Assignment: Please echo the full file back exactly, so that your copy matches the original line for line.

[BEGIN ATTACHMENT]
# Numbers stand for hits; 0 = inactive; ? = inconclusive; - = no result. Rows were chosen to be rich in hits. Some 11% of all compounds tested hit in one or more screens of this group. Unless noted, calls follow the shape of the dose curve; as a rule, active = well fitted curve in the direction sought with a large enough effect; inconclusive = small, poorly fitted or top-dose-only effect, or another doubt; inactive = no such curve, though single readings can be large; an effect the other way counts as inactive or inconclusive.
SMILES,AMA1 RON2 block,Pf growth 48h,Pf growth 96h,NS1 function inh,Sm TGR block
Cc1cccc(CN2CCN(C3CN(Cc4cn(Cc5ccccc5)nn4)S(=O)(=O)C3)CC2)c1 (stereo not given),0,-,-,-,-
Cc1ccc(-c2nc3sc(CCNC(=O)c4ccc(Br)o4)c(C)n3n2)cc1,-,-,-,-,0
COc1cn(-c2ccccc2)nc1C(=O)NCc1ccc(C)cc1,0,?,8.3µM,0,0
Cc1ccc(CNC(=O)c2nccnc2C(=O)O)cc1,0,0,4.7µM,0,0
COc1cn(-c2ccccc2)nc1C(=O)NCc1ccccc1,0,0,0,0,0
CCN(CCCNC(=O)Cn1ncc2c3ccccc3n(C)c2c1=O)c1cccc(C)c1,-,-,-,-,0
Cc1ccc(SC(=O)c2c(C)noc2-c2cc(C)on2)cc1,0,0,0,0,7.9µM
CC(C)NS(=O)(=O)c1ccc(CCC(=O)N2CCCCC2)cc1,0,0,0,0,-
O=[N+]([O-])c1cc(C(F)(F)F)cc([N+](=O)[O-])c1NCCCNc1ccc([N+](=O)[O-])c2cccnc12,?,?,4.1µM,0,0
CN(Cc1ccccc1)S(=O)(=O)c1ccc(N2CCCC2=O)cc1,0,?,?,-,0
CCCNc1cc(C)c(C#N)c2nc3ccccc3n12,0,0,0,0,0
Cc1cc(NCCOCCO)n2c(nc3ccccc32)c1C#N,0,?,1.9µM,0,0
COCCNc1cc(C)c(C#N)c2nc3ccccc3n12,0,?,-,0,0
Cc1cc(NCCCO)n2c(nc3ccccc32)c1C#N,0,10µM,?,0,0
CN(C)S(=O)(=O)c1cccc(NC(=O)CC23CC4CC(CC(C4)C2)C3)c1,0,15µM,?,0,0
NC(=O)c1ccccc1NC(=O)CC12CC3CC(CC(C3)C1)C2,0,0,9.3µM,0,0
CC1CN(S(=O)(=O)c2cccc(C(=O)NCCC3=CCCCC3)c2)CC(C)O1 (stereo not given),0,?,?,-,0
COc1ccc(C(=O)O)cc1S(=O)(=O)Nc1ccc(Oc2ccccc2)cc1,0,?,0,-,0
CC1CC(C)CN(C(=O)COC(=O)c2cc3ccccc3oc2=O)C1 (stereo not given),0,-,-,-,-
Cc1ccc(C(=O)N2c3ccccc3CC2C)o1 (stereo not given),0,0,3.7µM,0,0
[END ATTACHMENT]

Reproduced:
# Numbers stand for hits; 0 = inactive; ? = inconclusive; - = no result. Rows were chosen to be rich in hits. Some 11% of all compounds tested hit in one or more screens of this group. Unless noted, calls follow the shape of the dose curve; as a rule, active = well fitted curve in the direction sought with a large enough effect; inconclusive = small, poorly fitted or top-dose-only effect, or another doubt; inactive = no such curve, though single readings can be large; an effect the other way counts as inactive or inconclusive.
SMILES,AMA1 RON2 block,Pf growth 48h,Pf growth 96h,NS1 function inh,Sm TGR block
Cc1cccc(CN2CCN(C3CN(Cc4cn(Cc5ccccc5)nn4)S(=O)(=O)C3)CC2)c1 (stereo not given),0,-,-,-,-
Cc1ccc(-c2nc3sc(CCNC(=O)c4ccc(Br)o4)c(C)n3n2)cc1,-,-,-,-,0
COc1cn(-c2ccccc2)nc1C(=O)NCc1ccc(C)cc1,0,?,8.3µM,0,0
Cc1ccc(CNC(=O)c2nccnc2C(=O)O)cc1,0,0,4.7µM,0,0
COc1cn(-c2ccccc2)nc1C(=O)NCc1ccccc1,0,0,0,0,0
CCN(CCCNC(=O)Cn1ncc2c3ccccc3n(C)c2c1=O)c1cccc(C)c1,-,-,-,-,0
Cc1ccc(SC(=O)c2c(C)noc2-c2cc(C)on2)cc1,0,0,0,0,7.9µM
CC(C)NS(=O)(=O)c1ccc(CCC(=O)N2CCCCC2)cc1,0,0,0,0,-
O=[N+]([O-])c1cc(C(F)(F)F)cc([N+](=O)[O-])c1NCCCNc1ccc([N+](=O)[O-])c2cccnc12,?,?,4.1µM,0,0
CN(Cc1ccccc1)S(=O)(=O)c1ccc(N2CCCC2=O)cc1,0,?,?,-,0
CCCNc1cc(C)c(C#N)c2nc3ccccc3n12,0,0,0,0,0
Cc1cc(NCCOCCO)n2c(nc3ccccc32)c1C#N,0,?,1.9µM,0,0
COCCNc1cc(C)c(C#N)c2nc3ccccc3n12,0,?,-,0,0
Cc1cc(NCCCO)n2c(nc3ccccc32)c1C#N,0,10µM,?,0,0
CN(C)S(=O)(=O)c1cccc(NC(=O)CC23CC4CC(CC(C4)C2)C3)c1,0,15µM,?,0,0
NC(=O)c1ccccc1NC(=O)CC12CC3CC(CC(C3)C1)C2,0,0,9.3µM,0,0
CC1CN(S(=O)(=O)c2cccc(C(=O)NCCC3=CCCCC3)c2)CC(C)O1 (stereo not given),0,?,?,-,0
COc1ccc(C(=O)O)cc1S(=O)(=O)Nc1ccc(Oc2ccccc2)cc1,0,?,0,-,0
CC1CC(C)CN(C(=O)COC(=O)c2cc3ccccc3oc2=O)C1 (stereo not given),0,-,-,-,-
Cc1ccc(C(=O)N2c3ccccc3CC2C)o1 (stereo not given),0,0,3.7µM,0,0